"Stunning, Bittersweet Reunion Story"
What You Need To Know:
The first third of THREE IDENTICAL STRANGERS is a feel-good reunion of lost brothers. The movie takes a darker turn as the brothers and their adoptive parents discover why they were separated and put up for adoption apart from each other. The answers they find are shocking and disturbing. THREE IDENTICAL STRANGERS extols the power of family and the wonder of God’s creation, but contains some foul language and tales about partying when the triplets became famous.
THREE IDENTICAL STRANGERS is a stunning documentary about three college-aged men who discover in 1980 they are triplets separated as infants and adopted by three different families as part of a twisted social experiment, as well as the good and bad consequences that resulted when they were reunited. Despite some tragic sides to the story, THREE IDENTICAL STRANGERS extols the power of family and the wonder of God’s creation, but contains some foul language and tales about partying when the triplets became famous.
The movie follows the story of three boys in three different cities with three very different upbringings. When they are 19-years-old, one of the three boys, named Robert Shafran, heads off to an obscure school in upstate New York, where he’s told he bears an eerie resemblance to a former student named Eddy Galland. The two young men, who were both adopted, meet. They are identical twins, mysteriously separated at birth, but overjoyed to be reunited.
Their story makes all the New York dailies, where another teenager, David Kellman, happens to see his face reflected not once, but twice, on the front pages. He contacts Robert and Eddy. The identical triplets, who were all placed with families through a prestigious Jewish adoption agency in Manhattan, became media sensations. Later, it’s revealed that at least one pair of sisters was subjected to the same atrocious treatment by the agency.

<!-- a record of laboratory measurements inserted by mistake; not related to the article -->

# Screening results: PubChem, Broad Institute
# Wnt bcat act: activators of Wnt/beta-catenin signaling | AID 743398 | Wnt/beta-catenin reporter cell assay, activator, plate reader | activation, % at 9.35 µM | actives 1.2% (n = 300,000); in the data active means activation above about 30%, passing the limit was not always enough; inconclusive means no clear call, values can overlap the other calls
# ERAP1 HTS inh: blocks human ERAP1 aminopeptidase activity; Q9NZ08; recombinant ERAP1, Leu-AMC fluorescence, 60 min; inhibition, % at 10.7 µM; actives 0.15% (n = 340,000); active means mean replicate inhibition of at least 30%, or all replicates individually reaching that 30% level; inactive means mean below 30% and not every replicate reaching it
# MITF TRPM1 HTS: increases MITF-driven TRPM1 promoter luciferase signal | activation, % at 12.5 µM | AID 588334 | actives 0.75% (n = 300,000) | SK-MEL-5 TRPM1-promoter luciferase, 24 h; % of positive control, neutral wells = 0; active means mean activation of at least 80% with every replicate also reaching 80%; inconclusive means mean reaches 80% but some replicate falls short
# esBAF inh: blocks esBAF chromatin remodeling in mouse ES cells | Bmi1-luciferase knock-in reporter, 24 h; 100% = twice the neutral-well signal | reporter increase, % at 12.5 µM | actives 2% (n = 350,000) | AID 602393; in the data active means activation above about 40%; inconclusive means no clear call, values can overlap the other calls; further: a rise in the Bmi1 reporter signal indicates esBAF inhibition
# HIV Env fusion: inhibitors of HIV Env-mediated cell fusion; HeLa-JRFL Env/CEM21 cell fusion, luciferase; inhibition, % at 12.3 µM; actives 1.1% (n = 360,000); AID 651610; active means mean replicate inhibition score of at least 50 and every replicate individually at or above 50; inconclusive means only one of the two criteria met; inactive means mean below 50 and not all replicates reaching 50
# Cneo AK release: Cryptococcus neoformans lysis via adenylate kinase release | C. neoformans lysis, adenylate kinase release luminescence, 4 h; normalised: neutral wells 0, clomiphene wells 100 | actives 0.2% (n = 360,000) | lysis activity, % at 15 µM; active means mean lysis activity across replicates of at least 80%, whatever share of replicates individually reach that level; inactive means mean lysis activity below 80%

The first third of THREE IDENTICAL STRANGERS is a feel-good reunion documentary of lost brothers found through happenstance. Viewers see them making national television appearances, photographed partying together in countless newspaper and magazine photos as they go on the prowl nightly for women and drink, and the brothers laugh about these early memories as they tell their story of drunken promiscuity cavalierly. However, none of the talk or images are graphic. Eventually, all three brothers settled down and got married.
The movie then takes a darker turn as the brothers recount that their adoptive parents wanted to know why they were separated and put up for adoption apart from each other. The answers they found are shocking yet again, but Director Tim Wardle handles it all with great class. [SPOILER FOLLOWS] The movie ultimately takes a tragic turn, when it turns out one of the three brothers was more emotionally troubled and killed himself.
Overall, however, THREE IDENTICAL STRANGERS is a fascinating, suspenseful cautionary tale of a sad, but hopefully rare, situation in America’s adoption system. As such, it offers a riveting tale that extols the power of family and the wonder of God’s creation in how these triplets instantly bonded to each other with great affection from the moment they’re reunited as college sophomores. It also shines a light on humanist liberals in a prominent New York adoption agency who conducted twisted social experiments distorting family structures.
Caution is advised due to some foul language and stories about excessive partying.
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